31 August, 2017

Keeping my plates in the air

I have several different jobs and a couple of them mean dealing with a lot of sub-tasks which all have deadlines and various people I need to interact with. Some would say I'm the fortunate one, being able to set most of those deadlines, but it is a lot to keep a track of and a lot of responsibility and attention to detail. Juggling all of this can be a nightmare and and easily results in "dropped plates", especially if you tend towards being easily distracted and only fairly organised, rather than truly well organised.

People who know me might not believe it, but I'm only a fairly organised person (I like a lot of variety, my attention span can be short, and I get bored easily). I get organised when I'm overwhelmed, otherwise I approach life a bit more randomly—it's more interesting that way. 

It's ironic that I'm working on this post today. Actually I tried to do it yesterday but got overwhelmed by various other things like a storm that changed when I got home on my bike; a new, frustrating computer keyboard; and a boy who neglected to check his school email till nearly bedtime and insisted that he could only use my computer to do so.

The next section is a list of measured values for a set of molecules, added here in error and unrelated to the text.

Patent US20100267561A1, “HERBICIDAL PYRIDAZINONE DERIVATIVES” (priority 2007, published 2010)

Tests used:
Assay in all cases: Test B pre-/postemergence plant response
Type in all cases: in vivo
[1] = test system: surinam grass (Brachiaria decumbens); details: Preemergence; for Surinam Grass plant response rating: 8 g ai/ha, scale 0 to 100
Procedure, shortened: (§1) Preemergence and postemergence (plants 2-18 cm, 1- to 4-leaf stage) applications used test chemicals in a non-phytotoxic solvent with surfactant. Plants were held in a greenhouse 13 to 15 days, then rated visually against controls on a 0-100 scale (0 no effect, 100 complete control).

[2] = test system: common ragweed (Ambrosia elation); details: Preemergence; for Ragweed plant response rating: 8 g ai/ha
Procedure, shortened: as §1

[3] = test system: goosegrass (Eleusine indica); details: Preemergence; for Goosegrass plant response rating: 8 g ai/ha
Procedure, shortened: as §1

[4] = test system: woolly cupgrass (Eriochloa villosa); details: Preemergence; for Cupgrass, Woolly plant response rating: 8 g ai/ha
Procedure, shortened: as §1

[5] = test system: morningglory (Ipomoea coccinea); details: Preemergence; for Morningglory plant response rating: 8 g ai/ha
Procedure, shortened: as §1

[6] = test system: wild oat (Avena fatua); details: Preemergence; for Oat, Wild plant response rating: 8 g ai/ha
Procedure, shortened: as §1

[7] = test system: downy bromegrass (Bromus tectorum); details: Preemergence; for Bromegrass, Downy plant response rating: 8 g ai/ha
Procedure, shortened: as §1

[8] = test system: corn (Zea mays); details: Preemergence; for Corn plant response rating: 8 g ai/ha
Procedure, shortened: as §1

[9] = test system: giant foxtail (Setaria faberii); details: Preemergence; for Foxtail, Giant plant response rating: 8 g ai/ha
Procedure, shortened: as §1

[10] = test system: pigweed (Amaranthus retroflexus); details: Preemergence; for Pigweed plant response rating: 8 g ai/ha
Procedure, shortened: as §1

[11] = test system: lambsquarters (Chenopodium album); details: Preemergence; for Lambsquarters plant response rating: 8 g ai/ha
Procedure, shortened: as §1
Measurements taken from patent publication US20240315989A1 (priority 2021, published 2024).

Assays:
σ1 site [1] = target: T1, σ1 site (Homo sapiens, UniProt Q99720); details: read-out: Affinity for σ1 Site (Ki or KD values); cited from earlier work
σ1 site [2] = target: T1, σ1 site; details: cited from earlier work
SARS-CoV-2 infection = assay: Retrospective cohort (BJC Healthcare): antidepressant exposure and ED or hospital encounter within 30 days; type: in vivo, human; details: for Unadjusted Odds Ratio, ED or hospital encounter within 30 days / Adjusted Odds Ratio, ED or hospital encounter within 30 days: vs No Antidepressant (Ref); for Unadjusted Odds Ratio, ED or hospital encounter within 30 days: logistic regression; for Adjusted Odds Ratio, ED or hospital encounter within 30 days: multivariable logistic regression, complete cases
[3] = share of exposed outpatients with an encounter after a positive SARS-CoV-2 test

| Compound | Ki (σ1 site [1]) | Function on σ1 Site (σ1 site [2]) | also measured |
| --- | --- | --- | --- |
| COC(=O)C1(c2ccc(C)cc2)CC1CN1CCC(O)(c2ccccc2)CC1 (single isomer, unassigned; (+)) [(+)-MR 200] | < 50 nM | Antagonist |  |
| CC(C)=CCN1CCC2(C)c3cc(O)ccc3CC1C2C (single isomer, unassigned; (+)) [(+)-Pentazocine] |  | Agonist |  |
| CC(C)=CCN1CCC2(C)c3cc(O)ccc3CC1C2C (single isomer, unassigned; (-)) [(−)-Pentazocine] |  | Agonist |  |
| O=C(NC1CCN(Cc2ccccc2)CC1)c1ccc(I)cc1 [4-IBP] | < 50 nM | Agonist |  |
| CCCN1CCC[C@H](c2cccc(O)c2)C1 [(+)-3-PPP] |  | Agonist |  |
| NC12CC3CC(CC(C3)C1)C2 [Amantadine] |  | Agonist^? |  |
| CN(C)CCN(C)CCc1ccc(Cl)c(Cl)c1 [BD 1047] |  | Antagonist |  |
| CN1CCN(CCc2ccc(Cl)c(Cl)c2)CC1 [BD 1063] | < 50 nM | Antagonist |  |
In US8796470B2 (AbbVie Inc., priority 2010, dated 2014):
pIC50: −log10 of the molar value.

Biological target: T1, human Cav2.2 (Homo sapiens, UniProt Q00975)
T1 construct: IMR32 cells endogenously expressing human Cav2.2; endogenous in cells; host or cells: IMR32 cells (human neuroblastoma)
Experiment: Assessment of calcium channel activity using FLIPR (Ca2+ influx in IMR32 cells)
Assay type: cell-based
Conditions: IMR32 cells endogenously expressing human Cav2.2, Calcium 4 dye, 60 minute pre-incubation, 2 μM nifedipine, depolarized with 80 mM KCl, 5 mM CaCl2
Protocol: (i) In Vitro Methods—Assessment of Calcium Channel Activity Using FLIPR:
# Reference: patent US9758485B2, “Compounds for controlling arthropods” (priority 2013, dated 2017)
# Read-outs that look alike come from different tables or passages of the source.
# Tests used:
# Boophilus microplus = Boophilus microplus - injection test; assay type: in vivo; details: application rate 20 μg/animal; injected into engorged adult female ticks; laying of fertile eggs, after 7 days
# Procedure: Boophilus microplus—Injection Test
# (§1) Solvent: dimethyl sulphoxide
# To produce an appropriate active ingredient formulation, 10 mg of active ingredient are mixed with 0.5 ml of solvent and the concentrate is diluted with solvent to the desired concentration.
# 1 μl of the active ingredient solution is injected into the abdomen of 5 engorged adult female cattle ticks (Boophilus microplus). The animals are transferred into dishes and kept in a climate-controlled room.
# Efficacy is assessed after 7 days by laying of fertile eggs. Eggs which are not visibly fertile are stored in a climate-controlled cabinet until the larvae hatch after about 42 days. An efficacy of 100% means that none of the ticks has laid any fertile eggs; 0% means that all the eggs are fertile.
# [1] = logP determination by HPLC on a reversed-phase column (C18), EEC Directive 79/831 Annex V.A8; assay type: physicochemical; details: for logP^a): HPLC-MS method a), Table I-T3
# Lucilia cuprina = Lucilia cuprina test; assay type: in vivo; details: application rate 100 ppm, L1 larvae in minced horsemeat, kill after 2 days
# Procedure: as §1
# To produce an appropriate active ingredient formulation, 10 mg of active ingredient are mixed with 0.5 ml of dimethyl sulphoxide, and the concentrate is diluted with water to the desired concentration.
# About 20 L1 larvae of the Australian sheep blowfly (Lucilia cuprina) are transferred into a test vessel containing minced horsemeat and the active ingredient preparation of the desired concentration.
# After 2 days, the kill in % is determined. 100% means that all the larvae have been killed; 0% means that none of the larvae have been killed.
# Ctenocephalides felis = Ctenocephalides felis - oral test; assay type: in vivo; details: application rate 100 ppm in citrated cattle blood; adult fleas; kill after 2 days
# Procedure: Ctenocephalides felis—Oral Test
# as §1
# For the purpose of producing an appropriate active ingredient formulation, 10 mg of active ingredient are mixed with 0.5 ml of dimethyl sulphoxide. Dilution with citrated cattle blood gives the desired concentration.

Then today I'd planned to have the whole day at home working on getting on top of several jobs that were looming, but especially the OMF Japan blog. This morning I awoke to the news that I couldn't touch the OMF blog posts I'd been planning to work on most of the day because international headquarters are upgrading the web server. Yes, I'm being tested in patience and flexibility this week.

So, I had to face up to other things, like getting organised! It probably was a blessing as it forced me to face up to some other more difficult tasks on my plate. But it has been a somewhat overwhelming day, made worse by doing it while using my new Japanese keyboard and trackpad so that I can figure out if I can adjust to them (I'm thinking not).

However, my plan for this post was not to tell you about my day, but rather let you in on a secret weapon that I use to prevent dropped plates in my editing work. It's a website that one of my editing team introduced me to a couple of years ago: asana.com

It allows you to set up tasks and sub-tasks with due dates and, if you have a team using it, assign tasks or subtasks to people (or yourself).

Putting the magazine together gets very complicated, as I wrote about last year here. It's too complicated to just use a calendar, or a list on my phone, or even post-it notes. (Yes, I also use all of these things. To-do lists on post-it notes is one of my specialities. My boys know it too, I think I have several-years worth of post-it notes because they keep giving them too me. Actually, maybe not that many, but still a few!)